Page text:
Crimes and Misdemeanors
I agree with Lionel Shriver’s assertion that the complete cultural banishment to which perceived sexual offenders are sometimes subjected is harsh, and mindlessly so [“Cruel and Unusual Punishment,” Easy Chair, February]. The idea that we must scour our libraries, museums, cable feeds, and movie houses for the output of anyone morally imperfect is absurd on its face. An artist’s work attains a life of its own, firmly apart from its creator: it moves beyond his or her private identity to touch something universal in us. This is precisely why it has value. To dismiss this output because of flawed behavior and human frailty is cultural suicide.
Shriver rightly points out that it is all the more vital to preserve what’s positive in the artist’s oeuvre, especially in the face of a negative revelation. Who among us, after all, would consent to be judged solely on the basis of the worst thing we have ever done? Perhaps a subsequent generation, inoculated against the wildfire of social media, will see fit to resist this trend.
Joanne G. Murphy
Times of major societal change can be difficult to live through—public values shift quickly and there can be a lag in more tempered responses. I appreciate that Shriver’s fears and concerns may be justified at this time, but I also live with the memory of the Fifties and Sixties, when a woman’s association with sexual behavior was likely to result in social, economic, and reputational damages. The promise of the #MeToo movement is a better world for all of us, even if the cost for now is fear and a period of chaotic reactions.
Lillooet, British Columbia
The conclusion to Shriver’s line of reasoning is that since a rape takes only a short matter of time, and ongoing abuse often just a few months or years, penalties for the perpetrators of these acts should be capped proportionally. Furthermore, consumers should forever have access to these artists’ works, and the artists access to the funds generated from that work.
As a clinical psychologist, I know from experience that the lives of those who have been sexually assaulted and abused are impacted forever. This is supported by years of published research. Shriver fails to make the case for why the consequences of these acts should have a shorter life span for the perpetrators.
Lynda A. Archer
Gabriola Island, British Columbia
Kishore Mahbubani’s supposition that the United States is young in comparison to China and therefore naïve or troublesome is a common fallacy [“What China Threat?,” Criticism, February]. Our concepts of government, justice, and economy were not new in 1776—they were imports of the European Enlightenment, the Magna Carta, Roman law, and fifth-century bc Greece—whereas the current model of Chinese politics and economics is a more recent hybrid of capitalism and Chinese characteristics. One should keep in mind that this model has done well over the past forty years mostly because China had much room for growth at the outset, enjoying the architecture of global capitalism established by Western nations whose own growth has necessarily leveled off.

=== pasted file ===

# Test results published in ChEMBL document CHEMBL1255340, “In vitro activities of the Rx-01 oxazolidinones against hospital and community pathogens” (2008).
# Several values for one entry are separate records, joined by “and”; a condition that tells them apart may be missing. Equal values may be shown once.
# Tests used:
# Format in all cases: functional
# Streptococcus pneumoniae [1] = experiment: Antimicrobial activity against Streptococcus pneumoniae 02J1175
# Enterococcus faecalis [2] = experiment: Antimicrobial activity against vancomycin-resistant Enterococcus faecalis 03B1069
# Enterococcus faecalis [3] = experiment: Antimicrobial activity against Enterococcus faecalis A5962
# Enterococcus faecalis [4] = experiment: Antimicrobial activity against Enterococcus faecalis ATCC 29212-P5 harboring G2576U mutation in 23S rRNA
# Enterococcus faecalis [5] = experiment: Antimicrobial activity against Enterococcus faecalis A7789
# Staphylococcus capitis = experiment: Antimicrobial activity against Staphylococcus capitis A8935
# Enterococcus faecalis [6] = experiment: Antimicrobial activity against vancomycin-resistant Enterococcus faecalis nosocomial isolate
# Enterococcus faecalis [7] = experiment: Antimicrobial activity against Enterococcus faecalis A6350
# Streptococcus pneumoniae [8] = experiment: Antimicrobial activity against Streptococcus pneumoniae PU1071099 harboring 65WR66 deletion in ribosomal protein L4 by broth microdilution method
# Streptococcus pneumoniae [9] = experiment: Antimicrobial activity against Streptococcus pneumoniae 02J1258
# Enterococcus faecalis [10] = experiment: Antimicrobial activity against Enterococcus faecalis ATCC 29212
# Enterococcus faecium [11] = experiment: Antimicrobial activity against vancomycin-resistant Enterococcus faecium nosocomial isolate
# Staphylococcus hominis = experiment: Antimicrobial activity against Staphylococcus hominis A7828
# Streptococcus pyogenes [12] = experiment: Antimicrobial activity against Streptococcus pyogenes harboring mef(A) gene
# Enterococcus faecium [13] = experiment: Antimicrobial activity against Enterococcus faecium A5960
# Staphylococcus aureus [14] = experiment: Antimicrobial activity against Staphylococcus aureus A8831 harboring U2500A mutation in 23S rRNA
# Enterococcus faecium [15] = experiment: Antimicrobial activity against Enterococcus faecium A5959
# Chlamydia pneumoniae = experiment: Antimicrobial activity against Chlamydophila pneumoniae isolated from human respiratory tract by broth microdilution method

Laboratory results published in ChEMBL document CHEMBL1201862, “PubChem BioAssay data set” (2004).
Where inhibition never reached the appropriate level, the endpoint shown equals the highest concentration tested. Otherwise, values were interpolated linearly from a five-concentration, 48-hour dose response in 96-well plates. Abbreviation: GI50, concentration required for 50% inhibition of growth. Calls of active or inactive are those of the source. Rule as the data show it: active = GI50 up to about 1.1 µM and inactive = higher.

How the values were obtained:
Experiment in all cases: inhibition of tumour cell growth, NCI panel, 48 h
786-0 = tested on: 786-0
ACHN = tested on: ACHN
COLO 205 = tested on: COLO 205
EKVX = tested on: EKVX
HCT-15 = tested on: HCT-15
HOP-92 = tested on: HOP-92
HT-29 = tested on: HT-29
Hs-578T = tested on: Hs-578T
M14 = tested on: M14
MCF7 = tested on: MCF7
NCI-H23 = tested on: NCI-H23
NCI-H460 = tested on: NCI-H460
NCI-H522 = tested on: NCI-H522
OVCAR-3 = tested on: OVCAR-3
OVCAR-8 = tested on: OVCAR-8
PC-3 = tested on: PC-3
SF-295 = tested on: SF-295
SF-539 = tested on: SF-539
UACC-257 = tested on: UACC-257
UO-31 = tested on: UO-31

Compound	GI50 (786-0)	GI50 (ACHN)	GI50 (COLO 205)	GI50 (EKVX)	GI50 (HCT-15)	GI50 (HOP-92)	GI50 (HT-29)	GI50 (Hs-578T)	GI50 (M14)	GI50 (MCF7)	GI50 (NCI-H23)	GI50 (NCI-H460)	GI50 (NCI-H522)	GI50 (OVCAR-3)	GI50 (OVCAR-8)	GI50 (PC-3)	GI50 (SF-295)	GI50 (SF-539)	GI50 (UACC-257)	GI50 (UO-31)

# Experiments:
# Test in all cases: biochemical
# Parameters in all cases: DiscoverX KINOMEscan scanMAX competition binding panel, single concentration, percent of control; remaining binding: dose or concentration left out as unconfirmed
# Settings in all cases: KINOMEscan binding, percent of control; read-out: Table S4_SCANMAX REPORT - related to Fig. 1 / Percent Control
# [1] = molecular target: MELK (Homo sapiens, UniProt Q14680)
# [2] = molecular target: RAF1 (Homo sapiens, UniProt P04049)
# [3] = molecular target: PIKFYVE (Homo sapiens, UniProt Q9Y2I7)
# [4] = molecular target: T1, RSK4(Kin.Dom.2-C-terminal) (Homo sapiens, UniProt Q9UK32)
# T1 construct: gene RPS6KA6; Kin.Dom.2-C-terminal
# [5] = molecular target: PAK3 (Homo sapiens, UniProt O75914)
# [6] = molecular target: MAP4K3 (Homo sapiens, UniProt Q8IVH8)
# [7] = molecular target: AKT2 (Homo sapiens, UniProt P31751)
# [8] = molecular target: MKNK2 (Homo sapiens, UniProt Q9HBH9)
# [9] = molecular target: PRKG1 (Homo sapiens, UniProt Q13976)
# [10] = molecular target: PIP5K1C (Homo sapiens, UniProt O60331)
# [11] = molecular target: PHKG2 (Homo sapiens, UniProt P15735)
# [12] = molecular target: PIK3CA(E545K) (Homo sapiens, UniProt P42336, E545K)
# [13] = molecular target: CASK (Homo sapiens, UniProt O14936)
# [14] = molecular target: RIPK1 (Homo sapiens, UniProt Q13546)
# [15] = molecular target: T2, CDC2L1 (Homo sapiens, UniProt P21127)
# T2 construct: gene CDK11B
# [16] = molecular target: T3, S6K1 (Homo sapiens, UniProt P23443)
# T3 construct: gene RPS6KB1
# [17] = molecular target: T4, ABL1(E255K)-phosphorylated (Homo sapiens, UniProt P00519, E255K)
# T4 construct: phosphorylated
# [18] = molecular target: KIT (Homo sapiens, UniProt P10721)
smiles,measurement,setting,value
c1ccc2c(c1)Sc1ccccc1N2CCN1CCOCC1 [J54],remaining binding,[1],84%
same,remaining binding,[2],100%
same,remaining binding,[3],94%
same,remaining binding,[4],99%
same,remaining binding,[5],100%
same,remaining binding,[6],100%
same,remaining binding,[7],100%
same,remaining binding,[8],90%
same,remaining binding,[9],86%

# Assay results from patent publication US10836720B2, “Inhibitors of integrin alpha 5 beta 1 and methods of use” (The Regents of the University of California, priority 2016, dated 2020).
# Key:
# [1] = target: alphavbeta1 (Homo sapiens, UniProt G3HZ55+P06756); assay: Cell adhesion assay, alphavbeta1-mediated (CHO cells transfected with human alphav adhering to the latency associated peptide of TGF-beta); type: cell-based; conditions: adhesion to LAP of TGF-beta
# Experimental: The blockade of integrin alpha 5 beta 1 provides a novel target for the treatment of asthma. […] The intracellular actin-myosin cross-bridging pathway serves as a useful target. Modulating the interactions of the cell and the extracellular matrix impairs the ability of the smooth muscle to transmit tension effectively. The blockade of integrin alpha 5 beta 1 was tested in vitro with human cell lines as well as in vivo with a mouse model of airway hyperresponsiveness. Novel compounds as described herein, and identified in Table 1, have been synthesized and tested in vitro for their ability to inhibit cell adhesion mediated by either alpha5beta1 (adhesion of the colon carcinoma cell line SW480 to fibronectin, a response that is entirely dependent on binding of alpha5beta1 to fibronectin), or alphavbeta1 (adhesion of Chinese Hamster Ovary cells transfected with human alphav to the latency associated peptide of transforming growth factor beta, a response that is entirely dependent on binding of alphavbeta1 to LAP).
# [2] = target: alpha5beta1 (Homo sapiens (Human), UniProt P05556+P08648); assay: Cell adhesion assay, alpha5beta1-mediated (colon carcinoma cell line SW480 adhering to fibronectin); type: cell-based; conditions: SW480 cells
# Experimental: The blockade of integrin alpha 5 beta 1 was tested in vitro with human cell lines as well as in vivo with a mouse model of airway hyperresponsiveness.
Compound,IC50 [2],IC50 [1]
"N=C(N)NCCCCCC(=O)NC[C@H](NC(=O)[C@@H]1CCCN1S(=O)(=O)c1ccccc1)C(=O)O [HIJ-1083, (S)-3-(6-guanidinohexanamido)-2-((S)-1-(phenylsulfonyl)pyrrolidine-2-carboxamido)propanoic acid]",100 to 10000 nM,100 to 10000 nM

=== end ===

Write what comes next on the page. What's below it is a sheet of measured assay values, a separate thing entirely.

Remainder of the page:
Colorado Springs, Colo.
Just because China has learned not to use the raw military methods of past empires—relying instead on sharklike development loans and infrastructure projects—does not mean it won’t use its military when the time is right. Mahbubani avoids mentioning that China’s military spending is second only to that of the United States and is increasing. He creates the impression that only the United States has issues with China, yet many developing nations with economies now closely entwined with China’s have begun to recoil. Unlike the United States, China does little to stop its companies from corrupting local officials—further obstructing the world’s movement to freer societies—and has adopted Russia’s approach of shaping foreign political bodies through more discreet and indirect means.
The author is right that the United States needs a long-term strategic approach to China. In my view, that should entail the democracies of the world uniting economically against China’s rise until China becomes a fair dealer and human rights defender; they must also be willing to use force if necessary to protect our ideals and way of life.
Power and the Passion
Far more elderly women than men are caregivers for spouses with dementia or other long-term illnesses, yet we don’t see a pattern of these women shooting, smothering, poisoning, or bludgeoning their husbands under the misnomer of “mercy killing,” the term preferred by Ann Neumann [“Going to Extremes,” Letter from Lancaster County, February]. Indeed, the physical and emotional burdens on female caregivers are often greater than on their male counterparts, and depression, stress, and overwhelming financial demands plague wives who must care for their husbands, too.
To say that cases in which men have violently ended their sick wives’ lives only “highlight the consequences of rigid gender roles that designated men as their wives’ protectors,” ignores the myriad ways our society consistently devalues women’s lives. Since when do the duties of a “protector” involve killing his charge?